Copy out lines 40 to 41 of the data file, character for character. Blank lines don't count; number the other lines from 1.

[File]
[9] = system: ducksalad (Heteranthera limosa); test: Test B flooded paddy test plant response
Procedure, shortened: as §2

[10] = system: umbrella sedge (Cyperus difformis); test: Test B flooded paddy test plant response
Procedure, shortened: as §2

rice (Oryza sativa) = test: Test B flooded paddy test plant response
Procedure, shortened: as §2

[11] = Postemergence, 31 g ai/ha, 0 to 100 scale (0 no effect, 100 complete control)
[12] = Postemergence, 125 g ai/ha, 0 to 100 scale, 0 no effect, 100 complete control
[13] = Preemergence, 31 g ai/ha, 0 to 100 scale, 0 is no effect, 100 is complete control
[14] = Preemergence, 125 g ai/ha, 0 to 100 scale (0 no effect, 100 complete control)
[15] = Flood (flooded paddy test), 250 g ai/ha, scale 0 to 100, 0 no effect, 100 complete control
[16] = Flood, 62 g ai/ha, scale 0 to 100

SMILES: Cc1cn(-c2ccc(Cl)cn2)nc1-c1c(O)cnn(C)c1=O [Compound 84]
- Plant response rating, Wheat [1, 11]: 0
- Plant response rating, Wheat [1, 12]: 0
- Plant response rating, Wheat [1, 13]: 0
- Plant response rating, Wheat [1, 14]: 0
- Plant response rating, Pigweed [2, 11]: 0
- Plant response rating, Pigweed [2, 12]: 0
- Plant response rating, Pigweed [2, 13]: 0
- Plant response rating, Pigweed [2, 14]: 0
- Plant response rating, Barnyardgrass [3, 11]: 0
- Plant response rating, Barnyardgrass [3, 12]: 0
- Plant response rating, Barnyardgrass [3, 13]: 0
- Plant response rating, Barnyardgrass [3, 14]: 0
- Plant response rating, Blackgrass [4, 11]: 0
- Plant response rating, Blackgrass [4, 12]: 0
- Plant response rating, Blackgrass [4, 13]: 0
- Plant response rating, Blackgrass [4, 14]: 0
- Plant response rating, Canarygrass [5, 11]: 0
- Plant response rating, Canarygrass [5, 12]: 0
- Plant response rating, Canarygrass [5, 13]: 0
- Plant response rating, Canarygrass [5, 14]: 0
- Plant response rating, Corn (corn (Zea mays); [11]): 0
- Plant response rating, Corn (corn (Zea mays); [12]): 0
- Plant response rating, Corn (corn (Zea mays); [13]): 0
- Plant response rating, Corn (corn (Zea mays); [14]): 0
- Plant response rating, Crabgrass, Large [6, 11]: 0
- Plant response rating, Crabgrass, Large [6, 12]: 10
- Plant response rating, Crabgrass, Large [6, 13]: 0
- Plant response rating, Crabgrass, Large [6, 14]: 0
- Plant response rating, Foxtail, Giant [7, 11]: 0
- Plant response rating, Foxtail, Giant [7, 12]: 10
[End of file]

- Plant response rating, Crabgrass, Large [6, 13]: 0
- Plant response rating, Crabgrass, Large [6, 14]: 0